Dare to Read

May 25, 2012

The Publishing Process: An Analogy

Filed under: On Publishing,Self-Publishing — carmenferreiroesteban @ 6:02 am
Tags: , ,


by Carmen Ferreiro-Esteban

Picture this:

Authors and readers are on opposite banks of a river.

The authors hold their manuscripts and need to get them across the water to the readers.

Until recently the only way for the authors to deliver their manuscript to their readers was by crossing the bridge the Agents/Publishing houses provided.

As trolls did in Fairy Tales, agents and publishers controlled access to the bridge.

In Fairy Tales, travelers had to had the right answer or the right token to be granted permission to cross to the other side.

In the publishing business, queries and connections were the tokens that would grant or deny access to the bridge.

In the old times, the bridge was narrow and trolls denied most travelers the right of way.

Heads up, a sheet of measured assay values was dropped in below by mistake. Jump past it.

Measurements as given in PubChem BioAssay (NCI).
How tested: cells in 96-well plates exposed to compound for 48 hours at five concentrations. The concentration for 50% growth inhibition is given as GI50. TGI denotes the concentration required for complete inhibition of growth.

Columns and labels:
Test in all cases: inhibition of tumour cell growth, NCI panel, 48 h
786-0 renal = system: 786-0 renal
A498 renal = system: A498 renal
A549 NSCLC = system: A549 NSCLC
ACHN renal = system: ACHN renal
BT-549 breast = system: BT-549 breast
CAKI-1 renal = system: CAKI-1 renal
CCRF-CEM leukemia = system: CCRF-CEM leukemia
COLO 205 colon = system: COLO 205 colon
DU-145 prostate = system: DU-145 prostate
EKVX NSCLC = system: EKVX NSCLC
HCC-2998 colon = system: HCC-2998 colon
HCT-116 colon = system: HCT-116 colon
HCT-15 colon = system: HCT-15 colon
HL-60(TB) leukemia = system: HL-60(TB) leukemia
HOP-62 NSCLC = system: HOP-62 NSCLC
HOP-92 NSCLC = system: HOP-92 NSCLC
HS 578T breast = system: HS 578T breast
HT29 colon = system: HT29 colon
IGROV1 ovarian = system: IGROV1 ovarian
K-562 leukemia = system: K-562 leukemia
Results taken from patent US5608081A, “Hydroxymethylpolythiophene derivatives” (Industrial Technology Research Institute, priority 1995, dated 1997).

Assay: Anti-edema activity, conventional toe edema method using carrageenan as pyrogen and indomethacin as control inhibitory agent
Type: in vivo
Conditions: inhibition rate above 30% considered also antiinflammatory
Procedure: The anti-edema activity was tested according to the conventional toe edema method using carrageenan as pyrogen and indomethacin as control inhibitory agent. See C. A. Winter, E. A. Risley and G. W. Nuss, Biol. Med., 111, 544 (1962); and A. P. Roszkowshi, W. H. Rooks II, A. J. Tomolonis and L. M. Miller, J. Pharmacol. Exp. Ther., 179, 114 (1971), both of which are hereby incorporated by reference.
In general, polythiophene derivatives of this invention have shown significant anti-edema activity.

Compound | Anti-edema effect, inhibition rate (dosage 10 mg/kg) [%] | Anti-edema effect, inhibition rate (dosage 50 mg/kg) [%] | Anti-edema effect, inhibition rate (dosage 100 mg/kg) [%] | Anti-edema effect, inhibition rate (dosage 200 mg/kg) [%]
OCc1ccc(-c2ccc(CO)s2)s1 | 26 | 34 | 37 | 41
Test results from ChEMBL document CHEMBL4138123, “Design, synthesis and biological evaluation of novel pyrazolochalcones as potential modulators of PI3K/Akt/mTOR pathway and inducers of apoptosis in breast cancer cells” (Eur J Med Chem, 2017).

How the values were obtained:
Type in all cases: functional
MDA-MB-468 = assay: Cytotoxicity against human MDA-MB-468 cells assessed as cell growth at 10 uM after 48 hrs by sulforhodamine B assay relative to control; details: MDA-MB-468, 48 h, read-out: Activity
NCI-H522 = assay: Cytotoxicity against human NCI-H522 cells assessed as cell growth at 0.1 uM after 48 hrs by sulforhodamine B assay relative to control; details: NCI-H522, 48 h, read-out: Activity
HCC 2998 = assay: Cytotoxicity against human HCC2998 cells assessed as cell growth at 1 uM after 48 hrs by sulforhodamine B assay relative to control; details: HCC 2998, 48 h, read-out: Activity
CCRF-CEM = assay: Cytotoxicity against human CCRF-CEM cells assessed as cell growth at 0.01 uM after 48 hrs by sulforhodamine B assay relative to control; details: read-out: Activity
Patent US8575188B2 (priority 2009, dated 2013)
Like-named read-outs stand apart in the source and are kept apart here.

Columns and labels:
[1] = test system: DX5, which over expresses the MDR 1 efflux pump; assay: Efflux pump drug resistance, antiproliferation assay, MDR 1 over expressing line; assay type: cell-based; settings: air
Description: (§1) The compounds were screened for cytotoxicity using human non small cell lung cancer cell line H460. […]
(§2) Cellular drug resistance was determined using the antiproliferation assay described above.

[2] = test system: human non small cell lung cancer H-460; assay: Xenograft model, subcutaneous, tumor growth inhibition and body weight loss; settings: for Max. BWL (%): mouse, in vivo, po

Frustrated, many attempted to cross on their own. But the river was wide and deep, and the current swift and most didn’t know how to swim, and drowned.

But then something happened, somebody designed a boat and travelers starting using this new device to get to the other side. And some failed, but others made it and sold their wares successfully to the customers there.

With time boats became more sophisticated and easy to use until finally an engine was added to them creating a motorboat everybody could use. Now more and more travelers, even those who had access to the bridge, avoided it altogether and used a motorboat to get to the farther bank.

And the trolls saw this and realized that, instead of wasting their time questioning all the travelers arriving at the bridge, they could do a better business by helping those that had already proved their worth by crossing the river on their own.

As you have probably realized by now, the boats in the publishing world are the Print on Demand services and the power boat the e-book.

E-books have made it so easy to get your manuscript to readers, publishing houses are no longer necessary.

Or are they?

Following the analogy, the readers’ bank is crowded now.

So the problem for the author is not longer to woe the editor/agent but to woe the reader.

But that is another story.

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